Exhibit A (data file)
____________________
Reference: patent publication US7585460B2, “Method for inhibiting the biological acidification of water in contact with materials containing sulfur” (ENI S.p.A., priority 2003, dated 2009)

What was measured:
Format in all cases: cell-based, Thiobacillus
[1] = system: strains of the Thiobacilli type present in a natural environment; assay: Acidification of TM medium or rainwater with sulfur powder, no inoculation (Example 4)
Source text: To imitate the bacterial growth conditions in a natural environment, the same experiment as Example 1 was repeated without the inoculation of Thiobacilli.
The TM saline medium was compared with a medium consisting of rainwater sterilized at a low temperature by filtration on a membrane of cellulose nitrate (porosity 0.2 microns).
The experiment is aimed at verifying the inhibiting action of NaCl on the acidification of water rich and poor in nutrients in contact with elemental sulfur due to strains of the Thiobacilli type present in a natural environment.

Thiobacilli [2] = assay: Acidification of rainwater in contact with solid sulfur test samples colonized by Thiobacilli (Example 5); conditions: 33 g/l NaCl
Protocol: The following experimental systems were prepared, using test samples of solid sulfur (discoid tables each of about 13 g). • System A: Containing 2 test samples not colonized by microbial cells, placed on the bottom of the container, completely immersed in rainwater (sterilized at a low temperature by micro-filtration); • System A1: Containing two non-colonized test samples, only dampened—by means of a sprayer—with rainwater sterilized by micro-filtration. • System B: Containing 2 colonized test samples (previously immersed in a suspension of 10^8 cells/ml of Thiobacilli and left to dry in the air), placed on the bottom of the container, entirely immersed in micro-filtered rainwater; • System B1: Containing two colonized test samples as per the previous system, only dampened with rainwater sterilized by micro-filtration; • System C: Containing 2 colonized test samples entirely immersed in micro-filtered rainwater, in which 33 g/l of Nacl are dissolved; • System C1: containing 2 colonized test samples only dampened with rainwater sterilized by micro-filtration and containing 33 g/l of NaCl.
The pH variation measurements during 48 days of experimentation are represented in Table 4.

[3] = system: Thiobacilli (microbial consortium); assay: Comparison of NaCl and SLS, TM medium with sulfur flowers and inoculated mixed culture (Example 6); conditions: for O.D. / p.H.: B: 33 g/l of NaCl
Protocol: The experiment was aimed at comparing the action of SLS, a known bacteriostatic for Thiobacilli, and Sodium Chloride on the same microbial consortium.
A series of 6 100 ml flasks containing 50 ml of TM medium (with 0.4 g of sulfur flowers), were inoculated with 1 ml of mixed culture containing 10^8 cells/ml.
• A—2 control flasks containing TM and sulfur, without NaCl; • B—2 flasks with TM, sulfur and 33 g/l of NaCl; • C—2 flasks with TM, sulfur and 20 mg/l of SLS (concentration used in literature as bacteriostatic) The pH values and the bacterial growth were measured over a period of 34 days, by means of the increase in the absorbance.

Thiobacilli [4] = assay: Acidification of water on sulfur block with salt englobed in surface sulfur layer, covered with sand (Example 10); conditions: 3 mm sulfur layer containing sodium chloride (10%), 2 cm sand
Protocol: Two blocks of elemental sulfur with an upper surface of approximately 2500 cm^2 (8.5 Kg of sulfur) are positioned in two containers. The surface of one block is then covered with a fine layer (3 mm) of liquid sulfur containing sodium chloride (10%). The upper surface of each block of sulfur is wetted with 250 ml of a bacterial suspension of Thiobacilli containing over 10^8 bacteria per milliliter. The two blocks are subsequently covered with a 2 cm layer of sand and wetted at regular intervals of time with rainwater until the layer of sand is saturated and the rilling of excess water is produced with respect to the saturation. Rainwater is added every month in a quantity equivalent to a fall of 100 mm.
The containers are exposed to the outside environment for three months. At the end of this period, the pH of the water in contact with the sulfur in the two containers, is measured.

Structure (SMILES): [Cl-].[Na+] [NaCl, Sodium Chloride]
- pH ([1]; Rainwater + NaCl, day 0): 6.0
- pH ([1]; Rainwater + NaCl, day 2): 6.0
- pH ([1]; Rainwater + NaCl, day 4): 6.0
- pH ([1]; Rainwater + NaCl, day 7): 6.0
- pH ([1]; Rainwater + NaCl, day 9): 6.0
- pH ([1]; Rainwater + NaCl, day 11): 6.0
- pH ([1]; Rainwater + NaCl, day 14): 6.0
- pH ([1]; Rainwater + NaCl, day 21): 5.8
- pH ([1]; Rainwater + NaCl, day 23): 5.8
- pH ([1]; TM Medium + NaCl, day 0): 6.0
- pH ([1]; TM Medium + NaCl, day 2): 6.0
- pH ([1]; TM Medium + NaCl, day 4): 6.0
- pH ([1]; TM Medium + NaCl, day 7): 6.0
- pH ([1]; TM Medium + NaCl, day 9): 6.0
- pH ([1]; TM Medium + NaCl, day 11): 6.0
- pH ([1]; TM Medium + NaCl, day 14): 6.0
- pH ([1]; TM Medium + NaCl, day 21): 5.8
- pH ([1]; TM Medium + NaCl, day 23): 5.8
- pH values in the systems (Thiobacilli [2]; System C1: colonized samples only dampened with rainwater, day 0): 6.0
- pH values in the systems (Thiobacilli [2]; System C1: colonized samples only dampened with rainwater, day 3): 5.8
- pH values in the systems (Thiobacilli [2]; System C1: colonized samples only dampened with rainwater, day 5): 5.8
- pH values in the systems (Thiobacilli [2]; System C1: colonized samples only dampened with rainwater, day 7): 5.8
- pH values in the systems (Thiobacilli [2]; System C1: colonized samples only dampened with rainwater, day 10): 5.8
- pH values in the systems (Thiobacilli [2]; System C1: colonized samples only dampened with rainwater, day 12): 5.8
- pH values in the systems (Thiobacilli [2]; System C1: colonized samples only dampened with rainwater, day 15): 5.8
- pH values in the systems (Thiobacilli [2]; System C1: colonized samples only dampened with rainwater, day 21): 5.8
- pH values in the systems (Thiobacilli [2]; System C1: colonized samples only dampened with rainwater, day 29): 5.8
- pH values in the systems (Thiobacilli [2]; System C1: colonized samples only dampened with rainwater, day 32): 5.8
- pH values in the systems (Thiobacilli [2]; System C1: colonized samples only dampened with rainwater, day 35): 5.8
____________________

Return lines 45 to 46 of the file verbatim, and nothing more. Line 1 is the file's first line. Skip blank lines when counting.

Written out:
- pH values in the systems (Thiobacilli [2]; System C1: colonized samples only dampened with rainwater, day 29): 5.8
- pH values in the systems (Thiobacilli [2]; System C1: colonized samples only dampened with rainwater, day 32): 5.8